When famed naturalist John James Audubon arrived at Oakley Plantation in June 1821, he wrote in his journal that the “rich magnolias covered with fragrant blossoms, the holly, the beech, the tall yellow poplar, the hilly ground and even the red clay, all excited my admiration.” Invited to the St. Francisville home by its matron Mrs. Lucy Pirrie to serve as a tutor for her daughter Eliza, Audubon stayed in West Feliciana Parish for about four months, developing an attachment to the landscape and painting 32 of his famous bird studies for The Birds of America.
The authentically reconstructed Oakley Plantation, as well as the Myrtles, Rosale, the Cabildo and the gardens at Wood Leigh, will serve as destinations for travelers honoring Audubon’s influence this weekend at the 45th annual Audubon Pilgrimage. From Friday, March 18, through Sunday, March 20, guests can join the West Feliciana Historical Society in a journey through time and English plantation country, exploring the rooms of historical homes and experiencing the region that influenced some of Audubon’s greatest contributions.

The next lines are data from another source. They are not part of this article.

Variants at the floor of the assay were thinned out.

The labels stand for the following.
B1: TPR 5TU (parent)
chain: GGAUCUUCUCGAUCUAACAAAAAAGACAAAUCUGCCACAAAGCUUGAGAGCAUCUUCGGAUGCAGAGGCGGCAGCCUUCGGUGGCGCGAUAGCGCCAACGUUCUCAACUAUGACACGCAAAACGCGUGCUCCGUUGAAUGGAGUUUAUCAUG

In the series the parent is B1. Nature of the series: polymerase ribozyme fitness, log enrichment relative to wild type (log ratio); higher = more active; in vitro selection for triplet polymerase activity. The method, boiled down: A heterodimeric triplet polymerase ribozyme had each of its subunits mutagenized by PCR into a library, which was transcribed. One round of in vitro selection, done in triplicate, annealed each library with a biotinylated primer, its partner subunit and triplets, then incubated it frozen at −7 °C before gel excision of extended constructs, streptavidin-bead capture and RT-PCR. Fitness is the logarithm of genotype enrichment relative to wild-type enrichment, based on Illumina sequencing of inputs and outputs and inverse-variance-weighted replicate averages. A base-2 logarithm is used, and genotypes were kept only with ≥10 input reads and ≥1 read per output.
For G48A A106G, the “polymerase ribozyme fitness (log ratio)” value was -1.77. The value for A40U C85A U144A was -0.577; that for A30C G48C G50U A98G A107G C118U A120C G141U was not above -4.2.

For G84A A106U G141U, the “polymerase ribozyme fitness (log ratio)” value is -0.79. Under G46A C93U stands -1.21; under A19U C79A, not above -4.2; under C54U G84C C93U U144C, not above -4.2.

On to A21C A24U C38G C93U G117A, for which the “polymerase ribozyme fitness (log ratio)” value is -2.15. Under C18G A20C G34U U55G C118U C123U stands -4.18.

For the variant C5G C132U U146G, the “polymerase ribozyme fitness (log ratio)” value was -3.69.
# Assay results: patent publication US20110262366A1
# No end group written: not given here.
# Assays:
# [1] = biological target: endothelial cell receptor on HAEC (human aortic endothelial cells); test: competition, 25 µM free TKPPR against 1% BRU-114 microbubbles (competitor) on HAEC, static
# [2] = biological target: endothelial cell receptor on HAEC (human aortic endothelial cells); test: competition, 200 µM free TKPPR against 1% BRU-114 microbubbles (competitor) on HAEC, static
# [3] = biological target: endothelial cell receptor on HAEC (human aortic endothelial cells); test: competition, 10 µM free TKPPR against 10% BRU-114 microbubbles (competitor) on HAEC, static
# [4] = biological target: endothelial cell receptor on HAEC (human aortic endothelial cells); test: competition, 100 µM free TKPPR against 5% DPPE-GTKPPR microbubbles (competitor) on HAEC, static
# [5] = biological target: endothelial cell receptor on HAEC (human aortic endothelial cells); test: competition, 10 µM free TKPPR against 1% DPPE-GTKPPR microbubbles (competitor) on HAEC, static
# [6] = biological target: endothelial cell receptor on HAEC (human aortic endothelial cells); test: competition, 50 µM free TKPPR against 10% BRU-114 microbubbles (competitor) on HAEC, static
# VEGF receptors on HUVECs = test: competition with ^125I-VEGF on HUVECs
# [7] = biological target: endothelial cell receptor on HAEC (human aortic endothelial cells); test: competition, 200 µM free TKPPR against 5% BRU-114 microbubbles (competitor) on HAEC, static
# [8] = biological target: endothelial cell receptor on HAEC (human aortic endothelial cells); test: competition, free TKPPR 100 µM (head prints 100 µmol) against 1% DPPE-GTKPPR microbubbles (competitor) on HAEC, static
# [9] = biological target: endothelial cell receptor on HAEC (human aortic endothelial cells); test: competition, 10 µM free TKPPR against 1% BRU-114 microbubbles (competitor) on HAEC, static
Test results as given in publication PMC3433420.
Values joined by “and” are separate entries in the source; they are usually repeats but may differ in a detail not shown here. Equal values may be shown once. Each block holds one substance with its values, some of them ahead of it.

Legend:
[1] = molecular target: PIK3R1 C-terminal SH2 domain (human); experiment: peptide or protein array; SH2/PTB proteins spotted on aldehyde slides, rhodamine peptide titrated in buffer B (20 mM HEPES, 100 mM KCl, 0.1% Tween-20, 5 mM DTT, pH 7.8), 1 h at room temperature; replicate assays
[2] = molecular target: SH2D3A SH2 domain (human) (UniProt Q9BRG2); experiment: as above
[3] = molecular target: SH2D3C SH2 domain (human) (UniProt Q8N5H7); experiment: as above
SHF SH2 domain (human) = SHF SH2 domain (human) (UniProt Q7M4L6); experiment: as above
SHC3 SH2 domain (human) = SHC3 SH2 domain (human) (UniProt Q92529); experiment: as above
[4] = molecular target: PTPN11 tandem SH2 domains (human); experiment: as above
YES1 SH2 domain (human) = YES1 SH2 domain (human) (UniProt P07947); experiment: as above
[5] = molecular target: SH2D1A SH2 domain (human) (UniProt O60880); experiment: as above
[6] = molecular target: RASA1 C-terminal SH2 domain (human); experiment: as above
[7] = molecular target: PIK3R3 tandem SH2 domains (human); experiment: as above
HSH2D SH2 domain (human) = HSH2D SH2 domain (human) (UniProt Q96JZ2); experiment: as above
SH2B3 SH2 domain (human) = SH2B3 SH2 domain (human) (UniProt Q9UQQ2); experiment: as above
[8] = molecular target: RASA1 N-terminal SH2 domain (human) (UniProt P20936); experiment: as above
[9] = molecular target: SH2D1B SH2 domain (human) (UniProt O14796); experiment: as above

The Rural Homestead will also see its cabins and outbuildings come to life with lively demonstrations of the rustic skills of pioneer life. A play about Audubon will be performed several times on Saturday and Sunday in the recently restored Temple Sinai, with Friday-evening Hymn Singing at the United Methodist Church and Graveyard Tours at Grace Episcopal Cemetery. A wine and cheese reception will be held the same evening at Bishop Jackson Hall, featuring vintage dancers and models donned in authentic 1820s evening costumes.
Light up the Night, the Saturday-evening soiree, will begin at 7 p.m. and will feature live music and dancing, dinner and drinks.